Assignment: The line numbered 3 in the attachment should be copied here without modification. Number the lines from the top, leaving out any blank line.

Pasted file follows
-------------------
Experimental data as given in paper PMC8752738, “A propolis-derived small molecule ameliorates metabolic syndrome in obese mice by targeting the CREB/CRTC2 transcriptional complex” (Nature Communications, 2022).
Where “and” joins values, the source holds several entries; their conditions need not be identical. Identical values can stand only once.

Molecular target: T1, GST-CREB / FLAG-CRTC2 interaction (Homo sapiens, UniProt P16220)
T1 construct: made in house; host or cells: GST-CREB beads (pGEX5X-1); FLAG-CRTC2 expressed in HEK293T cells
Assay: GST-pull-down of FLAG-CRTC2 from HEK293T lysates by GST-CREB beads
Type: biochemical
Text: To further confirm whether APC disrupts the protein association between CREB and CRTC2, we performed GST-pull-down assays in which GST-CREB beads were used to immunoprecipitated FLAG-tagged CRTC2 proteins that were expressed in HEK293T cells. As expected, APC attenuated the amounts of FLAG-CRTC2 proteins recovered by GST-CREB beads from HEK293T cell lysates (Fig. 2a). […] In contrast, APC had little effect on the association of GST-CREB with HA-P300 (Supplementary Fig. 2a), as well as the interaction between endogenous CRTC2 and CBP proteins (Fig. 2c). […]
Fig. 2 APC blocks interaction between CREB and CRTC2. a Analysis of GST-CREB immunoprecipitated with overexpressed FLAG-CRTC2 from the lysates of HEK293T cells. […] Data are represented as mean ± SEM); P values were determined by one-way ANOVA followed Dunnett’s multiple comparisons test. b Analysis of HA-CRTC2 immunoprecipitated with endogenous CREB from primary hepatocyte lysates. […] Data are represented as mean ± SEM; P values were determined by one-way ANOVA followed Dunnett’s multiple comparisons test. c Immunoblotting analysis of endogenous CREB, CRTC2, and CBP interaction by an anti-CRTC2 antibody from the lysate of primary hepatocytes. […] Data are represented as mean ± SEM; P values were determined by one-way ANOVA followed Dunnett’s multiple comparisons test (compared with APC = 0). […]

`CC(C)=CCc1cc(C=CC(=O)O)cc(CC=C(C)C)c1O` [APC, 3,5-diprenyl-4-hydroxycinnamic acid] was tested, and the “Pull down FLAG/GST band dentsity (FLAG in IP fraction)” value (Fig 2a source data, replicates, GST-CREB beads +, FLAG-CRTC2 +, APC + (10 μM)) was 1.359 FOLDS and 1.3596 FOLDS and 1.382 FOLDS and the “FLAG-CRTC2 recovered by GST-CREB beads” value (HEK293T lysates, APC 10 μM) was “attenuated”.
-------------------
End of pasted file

Molecular target: T1, GST-CREB / FLAG-CRTC2 interaction (Homo sapiens, UniProt P16220)